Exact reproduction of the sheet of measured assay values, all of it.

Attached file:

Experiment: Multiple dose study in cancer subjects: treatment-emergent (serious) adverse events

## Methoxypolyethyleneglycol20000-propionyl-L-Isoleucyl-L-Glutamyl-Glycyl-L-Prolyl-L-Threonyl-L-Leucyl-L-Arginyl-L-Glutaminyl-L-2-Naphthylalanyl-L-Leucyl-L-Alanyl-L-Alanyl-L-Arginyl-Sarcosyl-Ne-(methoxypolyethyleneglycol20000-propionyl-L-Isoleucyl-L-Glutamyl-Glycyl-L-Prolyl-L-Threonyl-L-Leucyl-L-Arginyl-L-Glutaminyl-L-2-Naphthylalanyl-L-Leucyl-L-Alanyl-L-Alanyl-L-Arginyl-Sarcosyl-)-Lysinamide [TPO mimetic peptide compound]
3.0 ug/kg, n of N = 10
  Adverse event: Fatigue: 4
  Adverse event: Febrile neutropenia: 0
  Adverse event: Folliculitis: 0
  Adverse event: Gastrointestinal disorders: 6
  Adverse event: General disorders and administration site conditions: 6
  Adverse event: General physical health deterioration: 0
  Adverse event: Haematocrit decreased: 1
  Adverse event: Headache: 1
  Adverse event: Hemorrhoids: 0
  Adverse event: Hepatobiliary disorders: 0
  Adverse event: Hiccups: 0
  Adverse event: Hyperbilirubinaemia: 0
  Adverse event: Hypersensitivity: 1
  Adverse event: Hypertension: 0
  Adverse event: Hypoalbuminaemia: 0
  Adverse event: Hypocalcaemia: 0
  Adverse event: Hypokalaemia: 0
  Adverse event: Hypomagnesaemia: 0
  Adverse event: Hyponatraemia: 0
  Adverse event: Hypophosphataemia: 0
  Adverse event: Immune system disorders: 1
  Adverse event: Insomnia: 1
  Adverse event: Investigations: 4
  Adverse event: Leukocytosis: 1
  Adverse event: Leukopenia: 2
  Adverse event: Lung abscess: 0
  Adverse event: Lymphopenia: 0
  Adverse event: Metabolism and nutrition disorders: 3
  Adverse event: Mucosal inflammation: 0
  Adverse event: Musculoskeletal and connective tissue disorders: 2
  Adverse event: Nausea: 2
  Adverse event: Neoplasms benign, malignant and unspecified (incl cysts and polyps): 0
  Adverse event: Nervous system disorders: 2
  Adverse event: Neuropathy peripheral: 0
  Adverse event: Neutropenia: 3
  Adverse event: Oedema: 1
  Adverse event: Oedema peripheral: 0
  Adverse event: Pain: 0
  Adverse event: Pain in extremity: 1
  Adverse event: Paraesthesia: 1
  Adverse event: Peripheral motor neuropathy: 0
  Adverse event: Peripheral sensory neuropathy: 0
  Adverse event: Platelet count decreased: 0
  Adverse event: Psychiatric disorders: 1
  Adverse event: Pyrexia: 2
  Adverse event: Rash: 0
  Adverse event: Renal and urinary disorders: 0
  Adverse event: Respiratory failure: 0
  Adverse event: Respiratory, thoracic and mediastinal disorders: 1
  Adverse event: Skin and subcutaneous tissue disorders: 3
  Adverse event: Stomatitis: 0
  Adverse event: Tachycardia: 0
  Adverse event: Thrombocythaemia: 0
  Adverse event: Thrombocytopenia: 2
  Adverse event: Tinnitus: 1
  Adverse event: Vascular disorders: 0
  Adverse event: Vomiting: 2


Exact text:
Experiment: Multiple dose study in cancer subjects: treatment-emergent (serious) adverse events

## Methoxypolyethyleneglycol20000-propionyl-L-Isoleucyl-L-Glutamyl-Glycyl-L-Prolyl-L-Threonyl-L-Leucyl-L-Arginyl-L-Glutaminyl-L-2-Naphthylalanyl-L-Leucyl-L-Alanyl-L-Alanyl-L-Arginyl-Sarcosyl-Ne-(methoxypolyethyleneglycol20000-propionyl-L-Isoleucyl-L-Glutamyl-Glycyl-L-Prolyl-L-Threonyl-L-Leucyl-L-Arginyl-L-Glutaminyl-L-2-Naphthylalanyl-L-Leucyl-L-Alanyl-L-Alanyl-L-Arginyl-Sarcosyl-)-Lysinamide [TPO mimetic peptide compound]
3.0 ug/kg, n of N = 10
  Adverse event: Fatigue: 4
  Adverse event: Febrile neutropenia: 0
  Adverse event: Folliculitis: 0
  Adverse event: Gastrointestinal disorders: 6
  Adverse event: General disorders and administration site conditions: 6
  Adverse event: General physical health deterioration: 0
  Adverse event: Haematocrit decreased: 1
  Adverse event: Headache: 1
  Adverse event: Hemorrhoids: 0
  Adverse event: Hepatobiliary disorders: 0
  Adverse event: Hiccups: 0
  Adverse event: Hyperbilirubinaemia: 0
  Adverse event: Hypersensitivity: 1
  Adverse event: Hypertension: 0
  Adverse event: Hypoalbuminaemia: 0
  Adverse event: Hypocalcaemia: 0
  Adverse event: Hypokalaemia: 0
  Adverse event: Hypomagnesaemia: 0
  Adverse event: Hyponatraemia: 0
  Adverse event: Hypophosphataemia: 0
  Adverse event: Immune system disorders: 1
  Adverse event: Insomnia: 1
  Adverse event: Investigations: 4
  Adverse event: Leukocytosis: 1
  Adverse event: Leukopenia: 2
  Adverse event: Lung abscess: 0
  Adverse event: Lymphopenia: 0
  Adverse event: Metabolism and nutrition disorders: 3
  Adverse event: Mucosal inflammation: 0
  Adverse event: Musculoskeletal and connective tissue disorders: 2
  Adverse event: Nausea: 2
  Adverse event: Neoplasms benign, malignant and unspecified (incl cysts and polyps): 0
  Adverse event: Nervous system disorders: 2
  Adverse event: Neuropathy peripheral: 0
  Adverse event: Neutropenia: 3
  Adverse event: Oedema: 1
  Adverse event: Oedema peripheral: 0
  Adverse event: Pain: 0
  Adverse event: Pain in extremity: 1
  Adverse event: Paraesthesia: 1
  Adverse event: Peripheral motor neuropathy: 0
  Adverse event: Peripheral sensory neuropathy: 0
  Adverse event: Platelet count decreased: 0
  Adverse event: Psychiatric disorders: 1
  Adverse event: Pyrexia: 2
  Adverse event: Rash: 0
  Adverse event: Renal and urinary disorders: 0
  Adverse event: Respiratory failure: 0
  Adverse event: Respiratory, thoracic and mediastinal disorders: 1
  Adverse event: Skin and subcutaneous tissue disorders: 3
  Adverse event: Stomatitis: 0
  Adverse event: Tachycardia: 0
  Adverse event: Thrombocythaemia: 0
  Adverse event: Thrombocytopenia: 2
  Adverse event: Tinnitus: 1
  Adverse event: Vascular disorders: 0
  Adverse event: Vomiting: 2